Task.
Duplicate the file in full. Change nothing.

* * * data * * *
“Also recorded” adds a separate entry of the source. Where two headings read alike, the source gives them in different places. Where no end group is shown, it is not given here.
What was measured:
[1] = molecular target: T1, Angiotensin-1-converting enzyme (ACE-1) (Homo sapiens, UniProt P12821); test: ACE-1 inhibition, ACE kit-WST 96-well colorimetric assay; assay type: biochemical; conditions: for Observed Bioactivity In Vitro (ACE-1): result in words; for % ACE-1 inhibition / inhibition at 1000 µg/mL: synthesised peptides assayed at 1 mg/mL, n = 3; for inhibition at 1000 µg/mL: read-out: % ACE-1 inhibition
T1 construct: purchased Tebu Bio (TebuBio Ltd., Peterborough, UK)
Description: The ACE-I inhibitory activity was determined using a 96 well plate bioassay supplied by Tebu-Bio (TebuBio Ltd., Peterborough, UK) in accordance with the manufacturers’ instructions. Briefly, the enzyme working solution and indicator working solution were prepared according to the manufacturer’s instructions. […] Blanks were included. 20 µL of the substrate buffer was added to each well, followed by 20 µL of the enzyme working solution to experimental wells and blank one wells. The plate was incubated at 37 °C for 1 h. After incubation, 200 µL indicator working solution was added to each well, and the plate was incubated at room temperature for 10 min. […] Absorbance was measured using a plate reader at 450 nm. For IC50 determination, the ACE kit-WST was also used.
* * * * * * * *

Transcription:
“Also recorded” adds a separate entry of the source. Where two headings read alike, the source gives them in different places. Where no end group is shown, it is not given here.
What was measured:
[1] = molecular target: T1, Angiotensin-1-converting enzyme (ACE-1) (Homo sapiens, UniProt P12821); test: ACE-1 inhibition, ACE kit-WST 96-well colorimetric assay; assay type: biochemical; conditions: for Observed Bioactivity In Vitro (ACE-1): result in words; for % ACE-1 inhibition / inhibition at 1000 µg/mL: synthesised peptides assayed at 1 mg/mL, n = 3; for inhibition at 1000 µg/mL: read-out: % ACE-1 inhibition
T1 construct: purchased Tebu Bio (TebuBio Ltd., Peterborough, UK)
Description: The ACE-I inhibitory activity was determined using a 96 well plate bioassay supplied by Tebu-Bio (TebuBio Ltd., Peterborough, UK) in accordance with the manufacturers’ instructions. Briefly, the enzyme working solution and indicator working solution were prepared according to the manufacturer’s instructions. […] Blanks were included. 20 µL of the substrate buffer was added to each well, followed by 20 µL of the enzyme working solution to experimental wells and blank one wells. The plate was incubated at 37 °C for 1 h. After incubation, 200 µL indicator working solution was added to each well, and the plate was incubated at room temperature for 10 min. […] Absorbance was measured using a plate reader at 450 nm. For IC50 determination, the ACE kit-WST was also used.